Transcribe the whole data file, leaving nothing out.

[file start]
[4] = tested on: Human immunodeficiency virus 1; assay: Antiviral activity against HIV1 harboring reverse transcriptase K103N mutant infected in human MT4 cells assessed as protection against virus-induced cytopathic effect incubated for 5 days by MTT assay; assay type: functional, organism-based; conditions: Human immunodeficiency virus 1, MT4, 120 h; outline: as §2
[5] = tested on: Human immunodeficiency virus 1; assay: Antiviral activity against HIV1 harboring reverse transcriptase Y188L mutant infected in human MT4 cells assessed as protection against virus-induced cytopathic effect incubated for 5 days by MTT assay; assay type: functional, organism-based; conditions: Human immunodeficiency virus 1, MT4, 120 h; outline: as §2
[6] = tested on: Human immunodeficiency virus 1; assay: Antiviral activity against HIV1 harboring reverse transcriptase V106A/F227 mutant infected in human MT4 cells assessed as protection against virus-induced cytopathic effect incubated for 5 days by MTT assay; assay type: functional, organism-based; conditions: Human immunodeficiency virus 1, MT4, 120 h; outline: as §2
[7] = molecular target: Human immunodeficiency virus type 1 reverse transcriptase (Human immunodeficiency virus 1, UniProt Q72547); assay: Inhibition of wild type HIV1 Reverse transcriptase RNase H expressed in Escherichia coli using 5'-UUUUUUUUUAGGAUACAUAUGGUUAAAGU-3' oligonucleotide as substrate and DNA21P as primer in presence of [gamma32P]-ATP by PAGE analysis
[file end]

[4] = tested on: Human immunodeficiency virus 1; assay: Antiviral activity against HIV1 harboring reverse transcriptase K103N mutant infected in human MT4 cells assessed as protection against virus-induced cytopathic effect incubated for 5 days by MTT assay; assay type: functional, organism-based; conditions: Human immunodeficiency virus 1, MT4, 120 h; outline: as §2
[5] = tested on: Human immunodeficiency virus 1; assay: Antiviral activity against HIV1 harboring reverse transcriptase Y188L mutant infected in human MT4 cells assessed as protection against virus-induced cytopathic effect incubated for 5 days by MTT assay; assay type: functional, organism-based; conditions: Human immunodeficiency virus 1, MT4, 120 h; outline: as §2
[6] = tested on: Human immunodeficiency virus 1; assay: Antiviral activity against HIV1 harboring reverse transcriptase V106A/F227 mutant infected in human MT4 cells assessed as protection against virus-induced cytopathic effect incubated for 5 days by MTT assay; assay type: functional, organism-based; conditions: Human immunodeficiency virus 1, MT4, 120 h; outline: as §2
[7] = molecular target: Human immunodeficiency virus type 1 reverse transcriptase (Human immunodeficiency virus 1, UniProt Q72547); assay: Inhibition of wild type HIV1 Reverse transcriptase RNase H expressed in Escherichia coli using 5'-UUUUUUUUUAGGAUACAUAUGGUUAAAGU-3' oligonucleotide as substrate and DNA21P as primer in presence of [gamma32P]-ATP by PAGE analysis